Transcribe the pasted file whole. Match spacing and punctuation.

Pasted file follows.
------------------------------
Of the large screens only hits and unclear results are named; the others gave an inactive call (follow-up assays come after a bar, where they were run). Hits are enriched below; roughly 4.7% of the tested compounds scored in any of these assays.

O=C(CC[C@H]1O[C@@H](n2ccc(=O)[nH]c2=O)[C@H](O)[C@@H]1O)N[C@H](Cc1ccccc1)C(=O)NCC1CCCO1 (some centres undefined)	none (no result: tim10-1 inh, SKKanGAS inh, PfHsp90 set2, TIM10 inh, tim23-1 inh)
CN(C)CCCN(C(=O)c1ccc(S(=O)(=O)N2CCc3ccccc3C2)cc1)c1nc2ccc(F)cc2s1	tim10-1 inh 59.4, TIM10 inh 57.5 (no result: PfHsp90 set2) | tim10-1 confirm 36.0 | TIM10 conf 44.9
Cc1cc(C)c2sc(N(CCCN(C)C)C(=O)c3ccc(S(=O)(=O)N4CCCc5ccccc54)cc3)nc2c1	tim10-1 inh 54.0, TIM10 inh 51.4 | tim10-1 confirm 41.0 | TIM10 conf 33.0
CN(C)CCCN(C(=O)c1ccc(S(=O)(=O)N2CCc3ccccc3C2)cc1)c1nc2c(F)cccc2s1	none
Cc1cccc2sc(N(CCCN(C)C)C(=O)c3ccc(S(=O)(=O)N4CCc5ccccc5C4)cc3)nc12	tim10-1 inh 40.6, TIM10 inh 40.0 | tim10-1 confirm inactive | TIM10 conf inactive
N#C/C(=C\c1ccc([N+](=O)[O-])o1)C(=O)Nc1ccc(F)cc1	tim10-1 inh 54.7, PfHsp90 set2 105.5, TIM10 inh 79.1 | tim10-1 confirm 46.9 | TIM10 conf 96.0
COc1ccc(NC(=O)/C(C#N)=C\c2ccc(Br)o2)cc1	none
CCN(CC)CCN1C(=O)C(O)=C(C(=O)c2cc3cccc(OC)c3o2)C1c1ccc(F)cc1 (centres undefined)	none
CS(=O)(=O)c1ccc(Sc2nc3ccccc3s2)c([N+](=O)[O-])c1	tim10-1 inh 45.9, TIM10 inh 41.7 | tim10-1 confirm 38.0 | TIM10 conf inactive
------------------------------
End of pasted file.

Of the large screens only hits and unclear results are named; the others gave an inactive call (follow-up assays come after a bar, where they were run). Hits are enriched below; roughly 4.7% of the tested compounds scored in any of these assays.

O=C(CC[C@H]1O[C@@H](n2ccc(=O)[nH]c2=O)[C@H](O)[C@@H]1O)N[C@H](Cc1ccccc1)C(=O)NCC1CCCO1 (some centres undefined)	none (no result: tim10-1 inh, SKKanGAS inh, PfHsp90 set2, TIM10 inh, tim23-1 inh)
CN(C)CCCN(C(=O)c1ccc(S(=O)(=O)N2CCc3ccccc3C2)cc1)c1nc2ccc(F)cc2s1	tim10-1 inh 59.4, TIM10 inh 57.5 (no result: PfHsp90 set2) | tim10-1 confirm 36.0 | TIM10 conf 44.9
Cc1cc(C)c2sc(N(CCCN(C)C)C(=O)c3ccc(S(=O)(=O)N4CCCc5ccccc54)cc3)nc2c1	tim10-1 inh 54.0, TIM10 inh 51.4 | tim10-1 confirm 41.0 | TIM10 conf 33.0
CN(C)CCCN(C(=O)c1ccc(S(=O)(=O)N2CCc3ccccc3C2)cc1)c1nc2c(F)cccc2s1	none
Cc1cccc2sc(N(CCCN(C)C)C(=O)c3ccc(S(=O)(=O)N4CCc5ccccc5C4)cc3)nc12	tim10-1 inh 40.6, TIM10 inh 40.0 | tim10-1 confirm inactive | TIM10 conf inactive
N#C/C(=C\c1ccc([N+](=O)[O-])o1)C(=O)Nc1ccc(F)cc1	tim10-1 inh 54.7, PfHsp90 set2 105.5, TIM10 inh 79.1 | tim10-1 confirm 46.9 | TIM10 conf 96.0
COc1ccc(NC(=O)/C(C#N)=C\c2ccc(Br)o2)cc1	none
CCN(CC)CCN1C(=O)C(O)=C(C(=O)c2cc3cccc(OC)c3o2)C1c1ccc(F)cc1 (centres undefined)	none
CS(=O)(=O)c1ccc(Sc2nc3ccccc3s2)c([N+](=O)[O-])c1	tim10-1 inh 45.9, TIM10 inh 41.7 | tim10-1 confirm 38.0 | TIM10 conf inactive